Venezuela non-profit groups denounced harassment by Maduro government
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FILE PHOTO: Venezuela's President Nicolas Maduro speaks during an announcement promoting Carvativir, what Venezuela's government says is a miracle cure for coronavirus disease (COVID-19), in Caracas, Venezuela January 24, 2021. Picture taken January 24, 2
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CARACAS (Reuters) - Carlos Julio Rojas, 36, says he has been detained four times in the last five years for demanding that the government of Venezuelan President Nicolas Maduro improve basic services such as power and water in the capital.
Rojas, who leads the non-profit group Front for Defense of Northern Caracas, last July spent 10 hours in a jail cell for joining a protest of retirees who were seeking better pensions.
"There is legal intimidation ... or harassment by armed groups or state security forces that directly impede efforts to file complaints and to protest," Rojas said in an interview.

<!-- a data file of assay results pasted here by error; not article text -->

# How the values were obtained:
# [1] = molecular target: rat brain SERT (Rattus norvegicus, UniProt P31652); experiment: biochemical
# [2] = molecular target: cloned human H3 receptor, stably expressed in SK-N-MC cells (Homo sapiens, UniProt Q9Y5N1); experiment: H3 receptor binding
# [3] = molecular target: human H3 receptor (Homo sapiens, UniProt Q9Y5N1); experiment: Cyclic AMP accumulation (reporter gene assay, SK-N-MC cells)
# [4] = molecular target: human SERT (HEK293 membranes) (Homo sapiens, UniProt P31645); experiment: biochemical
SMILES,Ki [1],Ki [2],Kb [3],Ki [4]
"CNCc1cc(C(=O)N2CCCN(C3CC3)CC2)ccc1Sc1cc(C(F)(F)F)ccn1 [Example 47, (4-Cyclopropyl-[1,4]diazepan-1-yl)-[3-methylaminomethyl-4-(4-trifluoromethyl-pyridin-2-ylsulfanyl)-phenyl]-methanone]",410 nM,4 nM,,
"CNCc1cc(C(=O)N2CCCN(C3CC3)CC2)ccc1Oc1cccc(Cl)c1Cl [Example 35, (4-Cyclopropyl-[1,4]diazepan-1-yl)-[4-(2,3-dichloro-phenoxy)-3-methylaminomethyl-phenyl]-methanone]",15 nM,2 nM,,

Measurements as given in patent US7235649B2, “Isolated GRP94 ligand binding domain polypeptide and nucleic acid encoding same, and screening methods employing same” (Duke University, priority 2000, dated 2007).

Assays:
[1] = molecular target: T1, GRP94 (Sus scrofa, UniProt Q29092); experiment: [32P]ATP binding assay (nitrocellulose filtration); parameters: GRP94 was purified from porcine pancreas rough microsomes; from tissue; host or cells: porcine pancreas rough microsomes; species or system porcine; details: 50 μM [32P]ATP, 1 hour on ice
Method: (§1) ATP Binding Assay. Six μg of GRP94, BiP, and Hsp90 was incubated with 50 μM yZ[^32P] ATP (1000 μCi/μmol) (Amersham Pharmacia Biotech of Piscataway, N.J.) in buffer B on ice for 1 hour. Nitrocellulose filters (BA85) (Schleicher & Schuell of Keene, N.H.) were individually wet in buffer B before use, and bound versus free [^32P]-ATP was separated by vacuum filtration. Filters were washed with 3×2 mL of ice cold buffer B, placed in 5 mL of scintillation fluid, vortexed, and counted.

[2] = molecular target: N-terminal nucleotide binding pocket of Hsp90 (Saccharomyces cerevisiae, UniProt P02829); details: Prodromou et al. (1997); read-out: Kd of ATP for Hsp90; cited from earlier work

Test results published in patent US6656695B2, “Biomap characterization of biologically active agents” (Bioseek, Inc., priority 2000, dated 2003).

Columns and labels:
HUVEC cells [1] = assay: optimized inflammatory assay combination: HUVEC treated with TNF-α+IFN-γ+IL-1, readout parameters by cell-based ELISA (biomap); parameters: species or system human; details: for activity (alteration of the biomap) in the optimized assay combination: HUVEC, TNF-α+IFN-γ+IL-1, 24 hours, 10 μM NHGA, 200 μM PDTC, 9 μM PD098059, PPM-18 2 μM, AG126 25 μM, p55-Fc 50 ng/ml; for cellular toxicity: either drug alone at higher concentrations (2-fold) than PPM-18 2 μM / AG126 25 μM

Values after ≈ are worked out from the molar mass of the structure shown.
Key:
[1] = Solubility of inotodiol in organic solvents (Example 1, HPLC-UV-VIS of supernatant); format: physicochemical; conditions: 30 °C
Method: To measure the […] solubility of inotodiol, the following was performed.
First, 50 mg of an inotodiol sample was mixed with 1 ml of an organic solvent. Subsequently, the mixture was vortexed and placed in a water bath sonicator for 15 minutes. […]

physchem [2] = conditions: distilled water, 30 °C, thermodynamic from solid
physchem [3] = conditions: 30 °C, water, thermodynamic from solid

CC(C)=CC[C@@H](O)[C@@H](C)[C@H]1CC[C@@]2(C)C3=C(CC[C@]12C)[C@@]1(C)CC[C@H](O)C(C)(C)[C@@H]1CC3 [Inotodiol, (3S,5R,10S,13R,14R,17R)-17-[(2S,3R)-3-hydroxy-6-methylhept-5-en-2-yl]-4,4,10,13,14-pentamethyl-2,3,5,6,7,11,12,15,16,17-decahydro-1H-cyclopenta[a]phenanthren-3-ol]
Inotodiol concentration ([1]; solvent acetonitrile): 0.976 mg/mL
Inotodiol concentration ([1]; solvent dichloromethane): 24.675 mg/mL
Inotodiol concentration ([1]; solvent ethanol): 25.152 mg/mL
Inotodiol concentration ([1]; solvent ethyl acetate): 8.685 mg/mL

The information ministry and the chief prosecutor's office did not respond to requests for comment.
Maduro's government rejects accusations of widespread rights abuses, saying it is the victim of a foreign-led smear campaign.
A report released earlier this year showed a sharp spike in attacks on Venezuelan non-profit groups in 2020, including the arrest of five workers from an organization that provides support for people with HIV.
Human rights group Center for Defenders and Justice (CDJ) registered 99 security incidents against activists ranging from arrests to threats to raids on offices, according to a report released on Tuesday. In January 2020, the group reported only 10 such incidents.
Civil society leaders say the harassment is part of efforts by Maduro to consolidate political control.
The situation is most difficult for those outside the capital, said Liliana Ortega of human rights group COFAVIC.
Ortega pointed the case of the five members of the HIV support group, Blue Positive, based in the western state of Zulia. They were detained by military intelligence agents on charges of criminal association and money laundering as part of a program that supports people in a poor neighborhood.
The five were released this month but must attend court hearings every 30 days.
"The government is trying to replace this uncomfortable civil society (and) neutralize activists who are ... independent," said Rafael Uzcategui, coordinator of human rights group Provea.
(Reporting by Vivian Sequera; Editing by Lisa Shumaker)
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